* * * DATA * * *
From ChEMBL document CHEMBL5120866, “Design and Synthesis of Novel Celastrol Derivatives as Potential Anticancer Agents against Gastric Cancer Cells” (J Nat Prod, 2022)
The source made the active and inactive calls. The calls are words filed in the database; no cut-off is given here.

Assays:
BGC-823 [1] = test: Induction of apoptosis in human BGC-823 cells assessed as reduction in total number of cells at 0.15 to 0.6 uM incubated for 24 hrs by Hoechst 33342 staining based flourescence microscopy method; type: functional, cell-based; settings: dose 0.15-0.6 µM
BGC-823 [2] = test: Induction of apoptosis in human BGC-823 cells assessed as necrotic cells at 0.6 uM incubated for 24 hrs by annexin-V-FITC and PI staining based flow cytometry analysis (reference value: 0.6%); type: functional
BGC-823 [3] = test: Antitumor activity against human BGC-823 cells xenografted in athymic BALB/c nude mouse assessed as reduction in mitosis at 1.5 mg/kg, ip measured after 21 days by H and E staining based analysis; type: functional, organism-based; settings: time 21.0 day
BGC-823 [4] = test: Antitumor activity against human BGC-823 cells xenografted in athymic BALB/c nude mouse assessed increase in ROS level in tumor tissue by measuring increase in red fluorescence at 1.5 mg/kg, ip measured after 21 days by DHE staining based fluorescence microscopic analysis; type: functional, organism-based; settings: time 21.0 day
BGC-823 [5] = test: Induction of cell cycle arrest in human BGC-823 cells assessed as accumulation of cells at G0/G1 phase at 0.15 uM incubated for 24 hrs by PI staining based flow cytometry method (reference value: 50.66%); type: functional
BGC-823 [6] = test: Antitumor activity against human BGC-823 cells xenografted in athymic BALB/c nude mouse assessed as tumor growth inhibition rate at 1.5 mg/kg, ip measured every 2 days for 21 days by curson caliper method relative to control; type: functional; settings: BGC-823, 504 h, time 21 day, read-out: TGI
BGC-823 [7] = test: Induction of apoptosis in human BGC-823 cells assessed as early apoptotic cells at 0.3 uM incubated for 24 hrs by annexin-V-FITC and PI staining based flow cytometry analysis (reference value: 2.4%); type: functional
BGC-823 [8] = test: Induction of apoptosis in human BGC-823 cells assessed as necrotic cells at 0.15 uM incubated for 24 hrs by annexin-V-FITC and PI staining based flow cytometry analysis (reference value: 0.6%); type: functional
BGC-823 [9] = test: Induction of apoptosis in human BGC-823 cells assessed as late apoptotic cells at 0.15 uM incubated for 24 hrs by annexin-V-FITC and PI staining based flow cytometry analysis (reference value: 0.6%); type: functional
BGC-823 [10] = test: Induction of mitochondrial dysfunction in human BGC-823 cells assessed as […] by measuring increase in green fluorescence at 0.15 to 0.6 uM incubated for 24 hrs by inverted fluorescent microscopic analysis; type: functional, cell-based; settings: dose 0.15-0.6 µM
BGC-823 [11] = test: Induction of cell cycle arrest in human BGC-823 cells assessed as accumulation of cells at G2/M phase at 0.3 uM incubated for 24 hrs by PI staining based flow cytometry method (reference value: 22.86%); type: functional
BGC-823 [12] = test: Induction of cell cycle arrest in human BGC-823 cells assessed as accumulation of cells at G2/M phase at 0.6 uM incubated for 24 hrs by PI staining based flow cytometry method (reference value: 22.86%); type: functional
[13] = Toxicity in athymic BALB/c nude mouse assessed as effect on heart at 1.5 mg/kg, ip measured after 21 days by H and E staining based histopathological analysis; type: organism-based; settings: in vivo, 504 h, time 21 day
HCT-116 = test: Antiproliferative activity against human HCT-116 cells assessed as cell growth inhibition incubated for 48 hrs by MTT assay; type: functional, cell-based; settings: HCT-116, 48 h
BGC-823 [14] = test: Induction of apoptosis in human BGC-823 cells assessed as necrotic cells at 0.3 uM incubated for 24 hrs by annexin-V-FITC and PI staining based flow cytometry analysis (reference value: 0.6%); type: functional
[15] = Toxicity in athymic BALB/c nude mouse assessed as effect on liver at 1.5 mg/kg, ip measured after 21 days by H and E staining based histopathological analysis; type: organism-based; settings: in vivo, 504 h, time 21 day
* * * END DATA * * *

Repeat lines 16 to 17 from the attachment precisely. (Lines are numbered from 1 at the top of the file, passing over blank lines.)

[13] = Toxicity in athymic BALB/c nude mouse assessed as effect on heart at 1.5 mg/kg, ip measured after 21 days by H and E staining based histopathological analysis; type: organism-based; settings: in vivo, 504 h, time 21 day
HCT-116 = test: Antiproliferative activity against human HCT-116 cells assessed as cell growth inhibition incubated for 48 hrs by MTT assay; type: functional, cell-based; settings: HCT-116, 48 h